There were a great many things Mrs. LaPointe missed about her husband—the way he smelled after a shave, his habit of kneading his cheekbones when something was on his mind, the pale hair on the lobes of his ears—but she missed nothing more than the fact that, for the whole of their marriage, he’d let her fall asleep before him. They never discussed the arrangement but he made it seem like the height of matrimonial courtesy. No matter how tired he was, how trying his day at the office, he’d prop himself in bed with the lamp on, paying bills or looking over some work he’d brought home, until she was able to relax her grip upon the world.
For almost a year after he died, Mrs. LaPointe found that she had all but lost the ability to sleep, like some talent she’d possessed in youth—jumping rope, roller-skating backwards—but that her body had forgotten. In bed, an endless, jittery current coursed through her, twitching her muscles and firing random synapses in her brain. She was reduced to tricking herself to sleep by stretching out on the couch in the middle of the day with the TV tuned to the war and drifting off for an hour or two while her mind was looking elsewhere.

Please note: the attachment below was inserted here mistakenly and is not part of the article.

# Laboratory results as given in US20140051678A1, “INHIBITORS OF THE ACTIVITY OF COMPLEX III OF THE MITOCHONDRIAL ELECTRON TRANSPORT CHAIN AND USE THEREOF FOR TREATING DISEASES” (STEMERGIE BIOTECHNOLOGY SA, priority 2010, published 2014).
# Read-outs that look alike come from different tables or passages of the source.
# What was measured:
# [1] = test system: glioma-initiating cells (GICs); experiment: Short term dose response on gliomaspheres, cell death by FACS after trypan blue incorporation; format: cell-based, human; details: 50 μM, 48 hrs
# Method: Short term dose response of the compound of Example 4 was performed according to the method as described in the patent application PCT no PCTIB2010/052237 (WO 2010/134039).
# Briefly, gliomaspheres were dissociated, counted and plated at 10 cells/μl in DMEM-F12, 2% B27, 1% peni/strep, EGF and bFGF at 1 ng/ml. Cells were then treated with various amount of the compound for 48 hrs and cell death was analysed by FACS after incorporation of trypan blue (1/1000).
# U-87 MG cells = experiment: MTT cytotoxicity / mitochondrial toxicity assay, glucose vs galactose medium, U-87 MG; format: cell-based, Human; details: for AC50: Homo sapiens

It was Blackmon who kept her threaded to her life. His marriage began to unravel not long after his father’s death. He would appear at his mother’s house needing stains removed, money, the taste of Sadie Petty’s pot roast. He was insistent. He was hurting. He was weak. Mrs. LaPointe was willing to concede that his ex-wife, Tara, wasn’t all bad as a mother but she bullied Blackmon about everything, including the demise of his own marriage. As for her grandson, Luke, named for his mother’s father, Mrs. LaPointe didn’t know what to think. Even when the marriage was still viable, Tara’s parents saw more of Luke than Mrs. LaPointe, despite the fact that they were seven hours away in Memphis and she was right here in town. And when Tara decided it was over, that was that. No counseling, no mediation. The same day he signed the papers, Blackmon moved back into his old room.
Mrs. LaPointe understood that she couldn’t go on forever without sleep. She was becoming exactly the kind of eccentric old widow she would have found pathetic. So she had, both for her son’s sake and her own, learned to will herself unconscious at night, not so hard once she marshaled her resolve.